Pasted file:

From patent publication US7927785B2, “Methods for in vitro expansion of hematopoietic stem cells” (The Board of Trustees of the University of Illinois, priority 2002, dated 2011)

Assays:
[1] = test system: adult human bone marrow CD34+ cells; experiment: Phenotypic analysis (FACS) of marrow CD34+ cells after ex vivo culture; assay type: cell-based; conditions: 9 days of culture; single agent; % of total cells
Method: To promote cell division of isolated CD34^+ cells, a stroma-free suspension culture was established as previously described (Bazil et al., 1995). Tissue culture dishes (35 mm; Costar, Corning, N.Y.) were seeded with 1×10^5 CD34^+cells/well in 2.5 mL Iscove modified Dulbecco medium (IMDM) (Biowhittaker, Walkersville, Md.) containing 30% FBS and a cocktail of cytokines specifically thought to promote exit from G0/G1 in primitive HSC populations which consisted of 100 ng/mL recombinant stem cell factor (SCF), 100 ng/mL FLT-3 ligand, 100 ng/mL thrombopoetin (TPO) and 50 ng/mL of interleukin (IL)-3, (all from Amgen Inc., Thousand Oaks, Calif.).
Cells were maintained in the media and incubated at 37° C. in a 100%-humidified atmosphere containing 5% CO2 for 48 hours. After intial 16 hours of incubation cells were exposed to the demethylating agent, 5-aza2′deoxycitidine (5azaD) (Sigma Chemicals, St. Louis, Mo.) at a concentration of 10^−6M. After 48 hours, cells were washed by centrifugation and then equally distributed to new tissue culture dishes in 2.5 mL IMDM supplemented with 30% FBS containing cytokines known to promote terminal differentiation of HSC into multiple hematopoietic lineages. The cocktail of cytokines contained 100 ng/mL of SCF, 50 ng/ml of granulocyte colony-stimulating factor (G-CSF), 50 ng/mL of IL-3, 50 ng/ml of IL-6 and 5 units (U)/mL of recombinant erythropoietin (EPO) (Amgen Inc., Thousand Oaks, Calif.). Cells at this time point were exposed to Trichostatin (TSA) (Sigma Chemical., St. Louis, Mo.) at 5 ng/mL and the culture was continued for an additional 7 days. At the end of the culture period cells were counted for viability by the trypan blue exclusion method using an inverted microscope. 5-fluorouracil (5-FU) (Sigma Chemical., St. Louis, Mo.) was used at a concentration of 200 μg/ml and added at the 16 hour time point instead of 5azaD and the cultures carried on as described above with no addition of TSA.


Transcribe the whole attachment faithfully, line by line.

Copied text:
From patent publication US7927785B2, “Methods for in vitro expansion of hematopoietic stem cells” (The Board of Trustees of the University of Illinois, priority 2002, dated 2011)

Assays:
[1] = test system: adult human bone marrow CD34+ cells; experiment: Phenotypic analysis (FACS) of marrow CD34+ cells after ex vivo culture; assay type: cell-based; conditions: 9 days of culture; single agent; % of total cells
Method: To promote cell division of isolated CD34^+ cells, a stroma-free suspension culture was established as previously described (Bazil et al., 1995). Tissue culture dishes (35 mm; Costar, Corning, N.Y.) were seeded with 1×10^5 CD34^+cells/well in 2.5 mL Iscove modified Dulbecco medium (IMDM) (Biowhittaker, Walkersville, Md.) containing 30% FBS and a cocktail of cytokines specifically thought to promote exit from G0/G1 in primitive HSC populations which consisted of 100 ng/mL recombinant stem cell factor (SCF), 100 ng/mL FLT-3 ligand, 100 ng/mL thrombopoetin (TPO) and 50 ng/mL of interleukin (IL)-3, (all from Amgen Inc., Thousand Oaks, Calif.).
Cells were maintained in the media and incubated at 37° C. in a 100%-humidified atmosphere containing 5% CO2 for 48 hours. After intial 16 hours of incubation cells were exposed to the demethylating agent, 5-aza2′deoxycitidine (5azaD) (Sigma Chemicals, St. Louis, Mo.) at a concentration of 10^−6M. After 48 hours, cells were washed by centrifugation and then equally distributed to new tissue culture dishes in 2.5 mL IMDM supplemented with 30% FBS containing cytokines known to promote terminal differentiation of HSC into multiple hematopoietic lineages. The cocktail of cytokines contained 100 ng/mL of SCF, 50 ng/ml of granulocyte colony-stimulating factor (G-CSF), 50 ng/mL of IL-3, 50 ng/ml of IL-6 and 5 units (U)/mL of recombinant erythropoietin (EPO) (Amgen Inc., Thousand Oaks, Calif.). Cells at this time point were exposed to Trichostatin (TSA) (Sigma Chemical., St. Louis, Mo.) at 5 ng/mL and the culture was continued for an additional 7 days. At the end of the culture period cells were counted for viability by the trypan blue exclusion method using an inverted microscope. 5-fluorouracil (5-FU) (Sigma Chemical., St. Louis, Mo.) was used at a concentration of 200 μg/ml and added at the 16 hour time point instead of 5azaD and the cultures carried on as described above with no addition of TSA.